Over a month ago, I removed the last of Cecilie Jordheim‘s blank scores, each one of ten comprising a short movement, with a change each season. Winter seemed to be transitioning to spring, and yet we still had a few more wintery sputters of ice/sleet/snow/cold for a few weeks afterward. These overlaps, seasonal convergences, ‘shoulder’ seasons, seem (my observation) longer than when I first arrived in this region (nearly two decades ago). As I took the pieces off of their placards in the black walnut grove, I happened to find numbers 1, 3, and 5 in the grass, left from fall planting; these had blown elsewhere into the field and had become snow-covered before I could re-cover them in late November or early December. During that time they weathered well, especially given that they were under snow and ice layers. The length of seasons, I’ve been thinking, have a conceptual relation to Jordheim’s scores — which align an acoustic marking with visual progression; to date, the recordings of the site are unheard compositions rendered visually through the use of my camera. Rather fun.
The grove is part of a tract of land that has very recently been acquired by the municipality as a community asset. What that means in terms of how it, and the overall space will continue, or be parcelled and managed, is unclear. Recently, reading Robert Moore’s On Trails (Simon and Schuster 2016), I was struck by (in a chapter focused on land based political/spatial-heritage advocacy) his point that in trying to conserve places, habitats, surrounds, a key motivator is the familiarity of those places; for community members to know of those places as not only experienced, but also as within the shifting forms and variations of community narratives.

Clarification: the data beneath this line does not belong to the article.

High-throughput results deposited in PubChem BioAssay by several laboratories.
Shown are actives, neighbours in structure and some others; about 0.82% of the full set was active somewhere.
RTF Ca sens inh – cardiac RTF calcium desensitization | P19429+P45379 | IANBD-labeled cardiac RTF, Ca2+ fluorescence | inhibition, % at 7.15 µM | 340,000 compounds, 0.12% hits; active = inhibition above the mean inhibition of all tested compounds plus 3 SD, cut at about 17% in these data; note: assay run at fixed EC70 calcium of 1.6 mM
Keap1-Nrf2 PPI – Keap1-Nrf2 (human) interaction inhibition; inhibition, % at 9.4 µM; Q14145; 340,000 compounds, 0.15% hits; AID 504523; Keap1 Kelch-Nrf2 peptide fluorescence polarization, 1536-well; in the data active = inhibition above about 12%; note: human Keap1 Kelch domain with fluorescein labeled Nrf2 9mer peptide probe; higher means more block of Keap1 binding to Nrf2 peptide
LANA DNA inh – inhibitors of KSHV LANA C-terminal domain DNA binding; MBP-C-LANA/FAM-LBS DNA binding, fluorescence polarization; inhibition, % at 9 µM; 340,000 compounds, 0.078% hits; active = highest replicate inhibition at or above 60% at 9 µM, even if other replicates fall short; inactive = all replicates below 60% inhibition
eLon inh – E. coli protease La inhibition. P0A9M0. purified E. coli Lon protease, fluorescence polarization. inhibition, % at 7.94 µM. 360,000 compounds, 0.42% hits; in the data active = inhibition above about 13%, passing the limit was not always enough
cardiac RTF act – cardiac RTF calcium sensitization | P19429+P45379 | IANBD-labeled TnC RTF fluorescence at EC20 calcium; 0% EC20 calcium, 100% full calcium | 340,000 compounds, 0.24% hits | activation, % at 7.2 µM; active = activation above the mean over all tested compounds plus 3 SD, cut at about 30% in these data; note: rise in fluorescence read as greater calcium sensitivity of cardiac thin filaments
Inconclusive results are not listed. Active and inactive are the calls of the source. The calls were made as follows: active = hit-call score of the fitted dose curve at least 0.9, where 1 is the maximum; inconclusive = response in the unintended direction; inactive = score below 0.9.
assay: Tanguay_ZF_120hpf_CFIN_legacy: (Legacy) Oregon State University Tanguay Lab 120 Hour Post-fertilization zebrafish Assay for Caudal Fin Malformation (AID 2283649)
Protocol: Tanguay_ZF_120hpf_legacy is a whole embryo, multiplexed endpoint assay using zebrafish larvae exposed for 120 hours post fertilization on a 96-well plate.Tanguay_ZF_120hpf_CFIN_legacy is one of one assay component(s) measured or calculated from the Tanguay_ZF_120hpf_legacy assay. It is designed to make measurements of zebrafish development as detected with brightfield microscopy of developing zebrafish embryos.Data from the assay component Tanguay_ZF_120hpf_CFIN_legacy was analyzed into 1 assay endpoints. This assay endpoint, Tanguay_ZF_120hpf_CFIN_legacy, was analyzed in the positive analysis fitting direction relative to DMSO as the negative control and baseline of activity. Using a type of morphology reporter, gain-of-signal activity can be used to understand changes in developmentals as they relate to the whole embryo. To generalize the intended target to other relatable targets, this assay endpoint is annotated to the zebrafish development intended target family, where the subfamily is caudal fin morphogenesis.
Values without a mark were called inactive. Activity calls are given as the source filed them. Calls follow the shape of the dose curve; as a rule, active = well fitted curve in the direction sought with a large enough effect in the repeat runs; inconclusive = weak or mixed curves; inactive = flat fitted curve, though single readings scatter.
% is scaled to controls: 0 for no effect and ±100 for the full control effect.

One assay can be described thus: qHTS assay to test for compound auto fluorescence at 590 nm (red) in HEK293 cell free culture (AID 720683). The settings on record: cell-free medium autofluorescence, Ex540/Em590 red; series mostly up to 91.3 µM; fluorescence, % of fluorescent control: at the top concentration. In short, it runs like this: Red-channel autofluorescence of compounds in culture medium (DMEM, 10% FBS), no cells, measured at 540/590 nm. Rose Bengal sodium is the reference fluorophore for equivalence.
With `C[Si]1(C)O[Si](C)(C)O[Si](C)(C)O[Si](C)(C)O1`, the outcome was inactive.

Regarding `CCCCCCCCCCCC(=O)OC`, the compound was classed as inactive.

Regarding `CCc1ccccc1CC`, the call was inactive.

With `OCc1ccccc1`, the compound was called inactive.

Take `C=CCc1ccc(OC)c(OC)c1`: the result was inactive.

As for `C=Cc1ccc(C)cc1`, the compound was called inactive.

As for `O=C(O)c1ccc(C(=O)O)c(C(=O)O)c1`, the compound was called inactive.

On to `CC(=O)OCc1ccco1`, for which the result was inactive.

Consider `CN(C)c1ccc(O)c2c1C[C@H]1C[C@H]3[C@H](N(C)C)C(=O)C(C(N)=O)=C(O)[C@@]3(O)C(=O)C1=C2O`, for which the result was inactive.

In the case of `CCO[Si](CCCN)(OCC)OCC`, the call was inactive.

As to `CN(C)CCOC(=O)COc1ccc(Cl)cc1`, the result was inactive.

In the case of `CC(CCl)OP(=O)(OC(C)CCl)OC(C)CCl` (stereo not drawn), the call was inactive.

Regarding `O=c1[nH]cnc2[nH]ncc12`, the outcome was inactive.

Places (and ways to them) comprise a complex social network — an obvious point, but in terms of land ownership and appropriation (linguistic, cultural, socio-political), this has significant implications for interpreting/understanding a variety of histories of the land (as material, as ecological process, as territory ), as well as a variety of experiences that are more intensely sensory, felt, phenomenological, storied. What is recollected becomes partly community memory (if it is intact) and partly evidential knowledge via various forms of record-keeping (if records or the methodologies of recording have been kept and are also intact).
Cecilie Jordheim’s blank scores, their seasonal placings and subsequent renderings via the minutae of movements that occur in the grove, enable the consideration of these scores as a transitory record and collection alongside and within integral components of place-recognition. The irony here, of course, is that while once the black walnut grove might have been fairly well known, in more recent decades, as the community has developed a distance away and walking areas are designed and managed to provide accesses to subdivisions and spaces between subdivisions (smaller parks and forest areas), the black walnut grove is too far or too wild in a sense.
The recent change from railway bed to multi-use trail very close to it may create some exploration opportunities for some who cycle or walk long distances; the space itself, however, seems now to be something that might be hanging in the balance between viable development space and ‘left’ community asset. The trail users that I run into while walking or cycling do explore in this space; they live along the trail or are (through conversation, I’ve discovered) prone to going off trail. Over time, it has become clear that they have seen these pieces; they’ve left them alone and walked past them through the grove, taking Jordheim’s scores in stride, as part of the space, fluctuating with each seasonal change. Nobody actively has acknowledged the black walnut grove in casual conversation; however, our individual use of it over the course of the year has broken a path from the multi-use trail into the first set of pine trees, off trail; eventually that trail will entice others to follow it; it likely already has. Words, given that, haven’t really been needed; our trail is a clear marker of where we’ve been going. A trail, a score, movement, blank and teeming.